“Well, what?”

“Am I going to get the full story?”

Alaric looked down the street, choosing his words carefully. Christoph had been nothing but kind since they came here. No reason not to trust the man. But his own experiences with royalty made him leery. “It’s a long one.”

An elderly woman, flanked on each side by a youth, stopped in front of them. She bowed once, with great care, at Christoph.

The king rose, holding out his hands to greet the woman. “Great Mother, you honor me tonight. Will you now let me release you from your bondage?”

Alaric looked closer. A small iron bracelet encircled the old Amari woman’s wrist. Strange, he thought, Christoph set all the Amari free when he came to the throne. Why is she still wearing that? It was the first time he’d seen any Amari in Caerlynn wearing any iron.

She nodded, “The time is come for the truth to be said. For all stories to be told.” She leveled her gaze on Alaric. “Fin must learn the truth before her child comes. Before the first truly free Amari comes into this world. One whose parents never knew the burden of being a pet.” She dug a withered hand into a satchel that hung across her body. Withdrawing a worn leather book, she looked back at Christoph. “I accept now, the freedom you have offered. And then I will discharge my most sacred task and give this to Seraphina nan Grear.”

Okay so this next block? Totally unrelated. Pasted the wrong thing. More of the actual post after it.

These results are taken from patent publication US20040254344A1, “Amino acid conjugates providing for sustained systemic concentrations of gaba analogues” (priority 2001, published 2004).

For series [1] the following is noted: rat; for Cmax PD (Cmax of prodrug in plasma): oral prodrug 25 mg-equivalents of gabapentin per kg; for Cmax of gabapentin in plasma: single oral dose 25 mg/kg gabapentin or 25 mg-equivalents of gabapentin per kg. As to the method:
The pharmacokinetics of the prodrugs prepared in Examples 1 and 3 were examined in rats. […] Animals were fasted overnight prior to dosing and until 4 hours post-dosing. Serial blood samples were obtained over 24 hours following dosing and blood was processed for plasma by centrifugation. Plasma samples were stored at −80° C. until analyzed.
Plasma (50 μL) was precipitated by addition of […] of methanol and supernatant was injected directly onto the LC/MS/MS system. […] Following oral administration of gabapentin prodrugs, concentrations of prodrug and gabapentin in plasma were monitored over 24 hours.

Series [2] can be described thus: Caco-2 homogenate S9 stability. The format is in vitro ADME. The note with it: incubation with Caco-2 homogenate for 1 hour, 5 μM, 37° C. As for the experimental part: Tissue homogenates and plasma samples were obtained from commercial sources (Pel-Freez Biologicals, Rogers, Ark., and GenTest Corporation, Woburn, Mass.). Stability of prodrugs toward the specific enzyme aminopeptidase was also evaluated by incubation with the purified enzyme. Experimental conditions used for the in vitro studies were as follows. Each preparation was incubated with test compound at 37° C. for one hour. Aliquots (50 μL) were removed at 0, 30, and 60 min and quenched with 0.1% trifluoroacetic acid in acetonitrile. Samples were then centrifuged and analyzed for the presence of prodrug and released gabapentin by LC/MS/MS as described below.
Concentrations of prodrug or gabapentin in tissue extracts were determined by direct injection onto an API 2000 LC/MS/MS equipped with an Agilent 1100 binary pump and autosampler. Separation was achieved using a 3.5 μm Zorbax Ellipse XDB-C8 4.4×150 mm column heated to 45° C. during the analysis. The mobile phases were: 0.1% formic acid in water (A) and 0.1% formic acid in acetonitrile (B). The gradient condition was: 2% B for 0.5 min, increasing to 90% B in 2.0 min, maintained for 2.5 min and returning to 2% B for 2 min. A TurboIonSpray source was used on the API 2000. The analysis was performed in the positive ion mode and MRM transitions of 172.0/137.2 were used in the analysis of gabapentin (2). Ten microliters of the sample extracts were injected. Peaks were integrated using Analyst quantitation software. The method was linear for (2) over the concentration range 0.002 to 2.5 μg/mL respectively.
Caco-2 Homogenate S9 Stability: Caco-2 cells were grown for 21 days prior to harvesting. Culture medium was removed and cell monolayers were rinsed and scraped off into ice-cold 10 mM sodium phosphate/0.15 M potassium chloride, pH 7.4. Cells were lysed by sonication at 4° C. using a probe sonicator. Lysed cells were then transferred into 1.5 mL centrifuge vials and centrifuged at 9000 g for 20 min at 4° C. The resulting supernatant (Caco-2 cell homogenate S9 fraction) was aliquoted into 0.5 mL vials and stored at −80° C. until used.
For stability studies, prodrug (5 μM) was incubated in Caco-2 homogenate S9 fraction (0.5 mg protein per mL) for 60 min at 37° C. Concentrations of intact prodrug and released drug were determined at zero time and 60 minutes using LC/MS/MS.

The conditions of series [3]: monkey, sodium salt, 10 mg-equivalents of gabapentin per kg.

Christoph’s hands moved to the woman’s wrist. “And I am grateful, Great Mother, that I am honored to be the one to free you at last.” He slid the bracelet across her bony hand, pocketing it as soon as it left her body. Standing aside, he watched as the old woman entered the house.

“Who was that?” Alaric asked, confused. “I’ve never seen her in town before.”

Christoph settled back into his chair. “She was ancient when the raid happened on Uamh nan Amari. Stayed with Lyssa, raised her. Every other Amari my father chained deferred to her. I’ve tried, every year since he died, to get her to let me release her. She always said it wouldn’t happen until her most sacred task was near completion. I never asked what that was. It felt…wrong for me to do so.”

Alaric rose and started to move toward the door. Christoph stretched out an arm, blocking his way. “I wouldn’t, my friend. Whatever is going on in there is for Fin and Fin alone. I know that much. I know you’ll be told, in time. There are no secrets between the two of you. For now, though, I think we’ll be out here for a while longer.”

Settling back into his chair, Alaric kept a wary eye on the door. “I suppose so. But what do you propose we do while they’re in there?”

The king smiled. “You did say the story was a long one. Looks like we’ve got the time.”